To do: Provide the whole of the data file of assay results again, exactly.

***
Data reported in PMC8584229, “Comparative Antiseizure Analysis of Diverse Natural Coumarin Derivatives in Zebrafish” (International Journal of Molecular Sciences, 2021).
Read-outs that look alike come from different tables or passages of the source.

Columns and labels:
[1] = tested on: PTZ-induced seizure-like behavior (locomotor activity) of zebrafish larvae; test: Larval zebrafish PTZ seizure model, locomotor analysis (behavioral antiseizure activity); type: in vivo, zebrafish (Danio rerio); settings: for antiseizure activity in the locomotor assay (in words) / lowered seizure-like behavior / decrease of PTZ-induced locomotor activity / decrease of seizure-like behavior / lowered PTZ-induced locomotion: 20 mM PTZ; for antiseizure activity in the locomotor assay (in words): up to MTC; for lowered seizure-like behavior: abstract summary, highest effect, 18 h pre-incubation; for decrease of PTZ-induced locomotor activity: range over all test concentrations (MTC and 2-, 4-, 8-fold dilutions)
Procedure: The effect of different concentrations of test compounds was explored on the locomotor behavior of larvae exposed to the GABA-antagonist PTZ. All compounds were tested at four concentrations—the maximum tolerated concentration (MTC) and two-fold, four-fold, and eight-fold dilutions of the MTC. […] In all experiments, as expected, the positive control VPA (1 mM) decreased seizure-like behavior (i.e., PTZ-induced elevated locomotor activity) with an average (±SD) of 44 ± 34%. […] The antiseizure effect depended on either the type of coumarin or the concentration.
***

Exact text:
Data reported in PMC8584229, “Comparative Antiseizure Analysis of Diverse Natural Coumarin Derivatives in Zebrafish” (International Journal of Molecular Sciences, 2021).
Read-outs that look alike come from different tables or passages of the source.

Columns and labels:
[1] = tested on: PTZ-induced seizure-like behavior (locomotor activity) of zebrafish larvae; test: Larval zebrafish PTZ seizure model, locomotor analysis (behavioral antiseizure activity); type: in vivo, zebrafish (Danio rerio); settings: for antiseizure activity in the locomotor assay (in words) / lowered seizure-like behavior / decrease of PTZ-induced locomotor activity / decrease of seizure-like behavior / lowered PTZ-induced locomotion: 20 mM PTZ; for antiseizure activity in the locomotor assay (in words): up to MTC; for lowered seizure-like behavior: abstract summary, highest effect, 18 h pre-incubation; for decrease of PTZ-induced locomotor activity: range over all test concentrations (MTC and 2-, 4-, 8-fold dilutions)
Procedure: The effect of different concentrations of test compounds was explored on the locomotor behavior of larvae exposed to the GABA-antagonist PTZ. All compounds were tested at four concentrations—the maximum tolerated concentration (MTC) and two-fold, four-fold, and eight-fold dilutions of the MTC. […] In all experiments, as expected, the positive control VPA (1 mM) decreased seizure-like behavior (i.e., PTZ-induced elevated locomotor activity) with an average (±SD) of 44 ± 34%. […] The antiseizure effect depended on either the type of coumarin or the concentration.